Say goodbye to clothing piles. Since there is less space in tiny houses, having messy areas isn’t really suggested since you’ll be walking over them. You’ll start to love compartmentalized living since it really is cleaner. Start decluttering your life and staying tidier in the space you have. Something to teach the kids.

It Can Be Anything You Want It To Be

Tiny houses are entirely customizable. There are tons of designs on tons of tiny house building websites. However, if you don’t find something you like I’m sure someone on TaskRabbit will be up to the challenge. Even when you have your tiny house, things can be rebuilt and rearranged. This is easy living after all.

I really hope I managed to sweep you off your feet and get you into a tiny house. It’s affordable, popular, and really cool! Even if you currently have a house you’re paying off, who doesn’t like a portable vacation home? I know we will reach the critics of the dangers of tiny living, but if it’s just you and your dog, the possibilities of a happier and easier life are within reach. If you love tiny living or have any suggestions feel free to comment below.


All MOTHER EARTH NEWS community bloggers have agreed to follow our Blogging Guidelines, and they are responsible for the accuracy of their posts. To learn more about the author of this post, click on their byline link at the top of the page.

A Hand-Built Cabin in the Woods of British Columbia’s Hornby Island

The following post is an excerpt from Builders of the Pacific Coast (Shelter Publications, 2008) by long-time Mother Earth News contributor Lloyd Kahn. A continuation of Kahn's journeys into the creative processes of owner-built homes — their innovative techniques, use of sustainable materials, and essential dedication to the natural elements surrounding their designs — Builders of the Pacific Coast explores the aesthetics and techniques of three master builders in California, Washington state, and the rugged terrain of British Columbia.

Michael McNamara studied architecture at the University of Oregon in the mid-60s, and then got drafted for Vietnam. Like so many other sixties-era draftees, he headed north for British Columbia, where he found welcome asylum.

As I met Michael and other 60s immigrants to Canada, I realized how wrong the term “draft dodgers” is. Sure, they dodged the draft, but primarily, they believed the war was wrong, that Nixon and Kissinger were wrong, and that they didn’t want to end up killing Vietnamese people. Trudeau was prime minister of Canada then, and his policy was that the border guards could not ask an immigrant’s draft status. And so Canada got some of our best and brightest, including this one.

Michael applied for landed immigrant status and moved to Vancouver, where he got a job with architect Arthur Erickson. On weekends, he was on the ski patrol at Whistler Mountain. One day, Dean Ellis, one of his ski patrol friends, told him about a carpenter on nearby Hornby Island who was building unique houses out of driftwood, and Michael started visiting Hornby.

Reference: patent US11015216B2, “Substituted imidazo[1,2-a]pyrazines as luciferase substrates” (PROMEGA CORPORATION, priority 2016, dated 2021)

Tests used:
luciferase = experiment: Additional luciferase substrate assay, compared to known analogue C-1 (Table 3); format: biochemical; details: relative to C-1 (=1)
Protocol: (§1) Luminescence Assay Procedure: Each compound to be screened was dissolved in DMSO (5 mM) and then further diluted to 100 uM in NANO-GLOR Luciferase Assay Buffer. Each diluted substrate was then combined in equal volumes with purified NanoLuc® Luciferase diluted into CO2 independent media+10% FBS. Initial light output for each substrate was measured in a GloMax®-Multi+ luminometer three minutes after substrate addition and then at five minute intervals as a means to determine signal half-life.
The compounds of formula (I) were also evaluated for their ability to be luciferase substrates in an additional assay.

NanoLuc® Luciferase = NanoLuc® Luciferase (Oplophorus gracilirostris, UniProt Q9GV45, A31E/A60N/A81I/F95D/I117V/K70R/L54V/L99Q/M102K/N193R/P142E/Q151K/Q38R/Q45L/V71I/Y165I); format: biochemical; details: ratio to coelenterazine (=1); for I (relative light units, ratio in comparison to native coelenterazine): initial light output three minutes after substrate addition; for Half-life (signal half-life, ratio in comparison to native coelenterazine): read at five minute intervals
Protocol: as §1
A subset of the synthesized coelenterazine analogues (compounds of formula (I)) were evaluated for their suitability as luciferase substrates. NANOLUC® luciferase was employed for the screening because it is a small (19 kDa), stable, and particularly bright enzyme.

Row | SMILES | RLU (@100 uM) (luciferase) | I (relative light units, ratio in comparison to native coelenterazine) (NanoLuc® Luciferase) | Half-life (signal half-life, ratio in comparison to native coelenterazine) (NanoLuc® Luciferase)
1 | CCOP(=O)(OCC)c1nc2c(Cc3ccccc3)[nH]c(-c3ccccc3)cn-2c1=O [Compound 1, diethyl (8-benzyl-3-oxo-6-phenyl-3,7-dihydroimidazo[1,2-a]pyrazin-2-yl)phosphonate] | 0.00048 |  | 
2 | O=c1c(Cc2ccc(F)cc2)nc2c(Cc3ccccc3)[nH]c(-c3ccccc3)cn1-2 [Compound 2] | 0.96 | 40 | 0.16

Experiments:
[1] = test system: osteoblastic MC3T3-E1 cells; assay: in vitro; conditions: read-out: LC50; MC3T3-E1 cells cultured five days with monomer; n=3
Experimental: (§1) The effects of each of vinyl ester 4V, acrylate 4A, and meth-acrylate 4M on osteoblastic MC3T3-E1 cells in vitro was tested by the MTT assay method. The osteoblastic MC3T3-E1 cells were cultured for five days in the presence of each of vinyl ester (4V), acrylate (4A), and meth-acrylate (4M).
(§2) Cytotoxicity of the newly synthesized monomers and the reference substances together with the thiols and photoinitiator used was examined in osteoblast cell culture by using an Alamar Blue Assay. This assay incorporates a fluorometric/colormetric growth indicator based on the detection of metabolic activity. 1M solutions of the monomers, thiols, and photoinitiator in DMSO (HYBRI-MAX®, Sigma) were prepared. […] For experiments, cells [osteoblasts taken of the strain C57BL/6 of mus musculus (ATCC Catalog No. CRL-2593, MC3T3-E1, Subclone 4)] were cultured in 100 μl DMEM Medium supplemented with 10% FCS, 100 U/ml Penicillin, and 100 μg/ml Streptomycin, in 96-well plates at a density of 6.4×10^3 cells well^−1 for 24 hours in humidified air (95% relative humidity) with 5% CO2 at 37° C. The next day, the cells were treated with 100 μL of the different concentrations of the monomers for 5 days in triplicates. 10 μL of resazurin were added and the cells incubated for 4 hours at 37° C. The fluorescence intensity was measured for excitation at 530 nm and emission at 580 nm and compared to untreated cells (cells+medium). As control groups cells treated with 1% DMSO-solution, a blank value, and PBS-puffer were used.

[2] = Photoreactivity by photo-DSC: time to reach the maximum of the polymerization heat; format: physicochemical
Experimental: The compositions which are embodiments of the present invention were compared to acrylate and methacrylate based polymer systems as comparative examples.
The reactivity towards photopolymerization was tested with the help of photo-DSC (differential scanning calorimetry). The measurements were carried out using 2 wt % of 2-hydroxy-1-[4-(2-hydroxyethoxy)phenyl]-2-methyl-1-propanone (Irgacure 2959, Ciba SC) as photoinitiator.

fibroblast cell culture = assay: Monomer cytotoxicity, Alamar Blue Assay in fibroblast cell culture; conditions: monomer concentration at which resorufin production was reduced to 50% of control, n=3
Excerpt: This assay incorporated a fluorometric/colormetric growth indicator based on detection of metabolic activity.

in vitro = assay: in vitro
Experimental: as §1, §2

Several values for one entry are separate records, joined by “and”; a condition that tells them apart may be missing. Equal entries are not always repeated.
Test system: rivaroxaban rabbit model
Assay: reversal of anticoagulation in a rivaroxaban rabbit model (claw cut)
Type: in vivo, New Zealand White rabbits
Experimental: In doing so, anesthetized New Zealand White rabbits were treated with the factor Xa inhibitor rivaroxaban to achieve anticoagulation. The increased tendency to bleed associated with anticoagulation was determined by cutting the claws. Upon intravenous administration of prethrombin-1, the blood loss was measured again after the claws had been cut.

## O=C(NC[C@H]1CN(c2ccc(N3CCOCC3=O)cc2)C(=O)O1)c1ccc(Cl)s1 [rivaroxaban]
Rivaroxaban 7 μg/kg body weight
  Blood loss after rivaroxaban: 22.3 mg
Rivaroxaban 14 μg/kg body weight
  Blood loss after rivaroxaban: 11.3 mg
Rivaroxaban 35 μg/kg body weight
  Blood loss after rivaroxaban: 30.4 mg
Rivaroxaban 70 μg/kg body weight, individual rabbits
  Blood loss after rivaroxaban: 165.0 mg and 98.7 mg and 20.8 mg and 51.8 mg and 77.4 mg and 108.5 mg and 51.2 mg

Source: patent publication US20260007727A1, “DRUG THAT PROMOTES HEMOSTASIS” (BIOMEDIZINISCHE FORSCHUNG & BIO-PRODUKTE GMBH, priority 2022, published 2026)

There was a serious back-to-the land movement going on in that part of the world then — he felt so sympático with it that he moved to Hornby. In a year-and-a-half, he bought 10 acres with two other people, his then-wife Kirstin and Dean Ellis, and has been there ever since.

Michael is responsible for leading me to many of the builders for the book this post comes from. (His light-filled studio and house were my nomadic headquarters for plotting who to visit.) The builder he originally came to Hornby to see was Lloyd House, and this was the first builder he urged me to see.

Michael built his own house and went on to found Blue Sky Design, a firm that does both design and construction. In the beginning, they did the design, framing — “everything from foundations to furniture.”

“Framing was always one of my most favorite parts,” Michael says, “because at that stage, you’re shaping the space. It seems the most creative.” They’d do the design in the winter and the building in the summer. He’s still running Blue Sky Design, with his long-time partner, builder Tim Wyndham.

At this point, he’s designed over 100 houses, a low-cost “village” for elders, was coordinating architect, along with Lloyd House and Ernst Snijders, on the unique Hornby Island Community Center built in the early 70s, and has been active in designing the infrastructure of the island for over 30 years.

Michael has designed a number of sod-roofed houses, and I asked what kind of waterproofing membrane was used. Michael showed me a piece of “torch-down” roofing material, which is applied with a large propane torch (called a Tiger Torch), and is used for most sod-roofed houses on the northwest coast these days. I was fascinated by a roll of torch-down lying around in his studio that had a quilted copper finish — not something to go under sod, but for an “aggressive industrial atmosphere.”